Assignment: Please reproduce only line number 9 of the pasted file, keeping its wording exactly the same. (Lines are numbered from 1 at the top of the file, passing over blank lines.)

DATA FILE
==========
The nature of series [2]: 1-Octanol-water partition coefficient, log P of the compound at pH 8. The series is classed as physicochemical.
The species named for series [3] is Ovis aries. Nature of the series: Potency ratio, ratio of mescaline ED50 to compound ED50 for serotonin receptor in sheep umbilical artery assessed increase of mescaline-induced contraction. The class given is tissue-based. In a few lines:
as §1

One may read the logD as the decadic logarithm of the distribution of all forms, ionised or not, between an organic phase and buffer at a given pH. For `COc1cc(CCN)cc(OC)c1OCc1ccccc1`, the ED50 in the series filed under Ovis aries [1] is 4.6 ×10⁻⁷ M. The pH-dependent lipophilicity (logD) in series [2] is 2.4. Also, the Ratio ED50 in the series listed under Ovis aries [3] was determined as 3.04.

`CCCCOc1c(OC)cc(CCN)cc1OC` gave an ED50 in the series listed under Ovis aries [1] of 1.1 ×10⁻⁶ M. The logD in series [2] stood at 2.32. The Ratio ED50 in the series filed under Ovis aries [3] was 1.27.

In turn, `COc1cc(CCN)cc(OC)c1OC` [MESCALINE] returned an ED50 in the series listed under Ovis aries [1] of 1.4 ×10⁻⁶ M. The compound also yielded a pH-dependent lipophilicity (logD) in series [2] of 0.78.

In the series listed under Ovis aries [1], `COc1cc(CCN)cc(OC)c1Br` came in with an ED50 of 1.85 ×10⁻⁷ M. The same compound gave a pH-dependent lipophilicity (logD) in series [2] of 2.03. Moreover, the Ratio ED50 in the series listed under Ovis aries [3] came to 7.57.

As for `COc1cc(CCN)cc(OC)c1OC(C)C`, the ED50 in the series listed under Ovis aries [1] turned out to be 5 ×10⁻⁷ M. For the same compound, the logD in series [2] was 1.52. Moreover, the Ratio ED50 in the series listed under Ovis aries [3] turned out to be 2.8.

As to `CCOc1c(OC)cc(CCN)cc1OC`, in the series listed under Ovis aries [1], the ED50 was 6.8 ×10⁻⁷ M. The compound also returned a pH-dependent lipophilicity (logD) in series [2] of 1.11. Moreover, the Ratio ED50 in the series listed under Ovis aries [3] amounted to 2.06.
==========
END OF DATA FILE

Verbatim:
As to `CCOc1c(OC)cc(CCN)cc1OC`, in the series listed under Ovis aries [1], the ED50 was 6.8 ×10⁻⁷ M. The compound also returned a pH-dependent lipophilicity (logD) in series [2] of 1.11. Moreover, the Ratio ED50 in the series listed under Ovis aries [3] amounted to 2.06.